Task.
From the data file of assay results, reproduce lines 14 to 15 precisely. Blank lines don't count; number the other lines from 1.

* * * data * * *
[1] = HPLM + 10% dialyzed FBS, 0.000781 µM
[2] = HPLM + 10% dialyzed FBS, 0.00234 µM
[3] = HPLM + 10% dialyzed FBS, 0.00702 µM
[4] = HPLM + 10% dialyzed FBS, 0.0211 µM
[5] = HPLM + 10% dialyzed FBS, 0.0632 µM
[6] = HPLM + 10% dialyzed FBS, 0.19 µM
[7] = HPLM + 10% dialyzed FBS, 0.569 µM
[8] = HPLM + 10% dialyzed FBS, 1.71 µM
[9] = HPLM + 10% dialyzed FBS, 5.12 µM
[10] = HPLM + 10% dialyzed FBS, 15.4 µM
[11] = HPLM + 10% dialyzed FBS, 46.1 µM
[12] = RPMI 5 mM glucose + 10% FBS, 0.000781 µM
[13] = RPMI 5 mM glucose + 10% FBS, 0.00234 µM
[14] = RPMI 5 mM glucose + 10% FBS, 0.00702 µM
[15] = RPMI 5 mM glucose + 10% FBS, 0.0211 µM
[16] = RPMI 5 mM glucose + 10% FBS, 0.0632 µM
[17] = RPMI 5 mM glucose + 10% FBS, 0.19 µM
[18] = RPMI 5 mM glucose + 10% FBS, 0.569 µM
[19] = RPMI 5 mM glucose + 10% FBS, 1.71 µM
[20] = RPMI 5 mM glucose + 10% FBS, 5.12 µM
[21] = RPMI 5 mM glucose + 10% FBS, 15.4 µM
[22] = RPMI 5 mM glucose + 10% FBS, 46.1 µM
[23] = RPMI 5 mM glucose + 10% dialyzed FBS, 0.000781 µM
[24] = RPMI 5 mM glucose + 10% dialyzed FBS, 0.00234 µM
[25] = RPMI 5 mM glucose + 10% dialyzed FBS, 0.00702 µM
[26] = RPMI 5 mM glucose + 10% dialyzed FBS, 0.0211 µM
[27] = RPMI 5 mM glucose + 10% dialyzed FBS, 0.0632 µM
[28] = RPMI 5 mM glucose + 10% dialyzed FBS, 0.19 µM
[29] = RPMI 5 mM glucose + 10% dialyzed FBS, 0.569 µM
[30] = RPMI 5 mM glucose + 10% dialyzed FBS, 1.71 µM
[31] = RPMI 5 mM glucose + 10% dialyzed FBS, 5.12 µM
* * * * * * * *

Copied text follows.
[14] = RPMI 5 mM glucose + 10% FBS, 0.00702 µM
[15] = RPMI 5 mM glucose + 10% FBS, 0.0211 µM